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Old 09-22-2009, 04:05 PM   #1
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Default A Guide to Autographed Baseballs

A Guide to Autographed Baseballs
By Richard Mueller

An accomplished professional journalist, Richard Mueller has covered major pro, college, high school and amateur sports for over two decades as a sports anchor/reporter/writer

The autographed baseball has been around since before the time of Babe Ruth. It was Ruth, though, who turned collecting them into a national pastime.

Ruth signed tens of thousands of balls in his life and by the time he joined the New York Yankees, putting one's name on a ball with an ink pen was popular with fans who wanted a souvenir of an admired team or player. Back then, there was no real monetary value attached. Times have changed!

Autographed baseballs can be extremely valuable, but most really don't carry a huge dollar figure. The most valuable balls are the single-signed baseballs from Hall of Famers. Ruth, Cobb, Gehrig, Koufax, Clemente and the like are always sought-after. Even current day stars like Albert Pujols, Derek Jeter and Ichiro are valued at $150-250. They're hard to get because their popularity makes it hard for them to honor so many requests, even at the ballpark.

Single-signed Ruth balls sell for $3000 to as much as $50,000, depending on condition. Most generally sell for $10,000 or less. Many suffered wear from age or mishandling over the years and some include lesser known players, which actually de-values the Ruth signature a bit. The Babe's competition comes from players of his era who signed only a small number of baseballs or from deceased Hall of Famers who passed on long before the baseball memorabilia craze really kicked in during the 1980s.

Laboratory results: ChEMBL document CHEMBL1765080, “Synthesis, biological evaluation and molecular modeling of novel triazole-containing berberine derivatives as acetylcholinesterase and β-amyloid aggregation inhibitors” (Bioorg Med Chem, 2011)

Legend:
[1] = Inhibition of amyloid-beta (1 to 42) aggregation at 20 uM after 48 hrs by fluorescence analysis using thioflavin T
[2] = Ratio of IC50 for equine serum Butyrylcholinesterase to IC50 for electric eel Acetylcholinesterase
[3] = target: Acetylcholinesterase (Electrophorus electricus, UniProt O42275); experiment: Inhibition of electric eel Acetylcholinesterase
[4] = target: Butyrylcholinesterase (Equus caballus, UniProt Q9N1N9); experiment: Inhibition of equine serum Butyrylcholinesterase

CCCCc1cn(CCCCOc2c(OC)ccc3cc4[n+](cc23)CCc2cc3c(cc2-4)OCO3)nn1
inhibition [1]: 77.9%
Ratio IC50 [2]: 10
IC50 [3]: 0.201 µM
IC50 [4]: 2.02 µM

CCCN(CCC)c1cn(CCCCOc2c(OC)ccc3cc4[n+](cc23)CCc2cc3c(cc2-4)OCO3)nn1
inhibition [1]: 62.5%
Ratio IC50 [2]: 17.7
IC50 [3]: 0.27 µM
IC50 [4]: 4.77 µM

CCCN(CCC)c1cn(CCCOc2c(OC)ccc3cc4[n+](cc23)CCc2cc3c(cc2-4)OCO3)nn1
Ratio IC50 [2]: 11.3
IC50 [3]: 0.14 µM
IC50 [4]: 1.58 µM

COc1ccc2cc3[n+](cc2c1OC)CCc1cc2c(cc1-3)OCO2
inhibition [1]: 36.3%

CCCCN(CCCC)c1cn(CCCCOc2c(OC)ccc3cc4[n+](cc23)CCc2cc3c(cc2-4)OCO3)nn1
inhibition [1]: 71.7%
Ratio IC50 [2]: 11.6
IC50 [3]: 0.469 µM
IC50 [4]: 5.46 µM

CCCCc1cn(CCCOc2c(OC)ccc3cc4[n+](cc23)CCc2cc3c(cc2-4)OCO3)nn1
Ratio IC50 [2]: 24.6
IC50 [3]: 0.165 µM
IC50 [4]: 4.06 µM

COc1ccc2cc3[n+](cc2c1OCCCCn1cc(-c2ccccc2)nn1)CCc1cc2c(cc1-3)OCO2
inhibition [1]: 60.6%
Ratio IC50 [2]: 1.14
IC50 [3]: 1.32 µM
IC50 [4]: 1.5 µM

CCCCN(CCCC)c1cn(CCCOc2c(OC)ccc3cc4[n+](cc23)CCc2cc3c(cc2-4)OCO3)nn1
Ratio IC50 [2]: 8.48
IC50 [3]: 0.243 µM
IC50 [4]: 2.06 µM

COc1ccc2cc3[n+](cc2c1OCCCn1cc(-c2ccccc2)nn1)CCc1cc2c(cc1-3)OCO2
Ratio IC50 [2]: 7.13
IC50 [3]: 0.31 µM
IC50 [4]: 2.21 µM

Team-signed balls are also popular, especially those from World Series winning teams. Yankee balls from the days of Mantle, DiMaggio and other greats carry significant value. However, they're also prone to 'clubhouse' signatures. That's when a batboy or other club official forged the name of a famous player who didn't want to be bothered. The signatures can be very similar and easily fool a less knowledgeable person. Ordinary team signed balls from the 1950s-70s generally sell for $50-500 each. Again, condition and authenticity is important.

If you think your ball may have value, it's best to have it authenticated by professionals who will give their letter of opinion for a set fee. Make sure you choose a reputable authenticator. Read up on which ones to trust.

Don't leave an old autographed baseball sitting in the open, with no protection. Buy a holder for a few dollars and keep it enclosed as often as possible. Balls attract dirt and smudges easily. Don't put any liquid on the ball.

SignatureBaseballs offers tips and information on collecting autographed baseballs. You can find out about some valuable baseballs that have been sold recently and also shop for signed baseballs by team on the site.

Sports Collectors Daily#@-#@Sports Collectors Daily

Article Source: Richard Mueller - Expert Author
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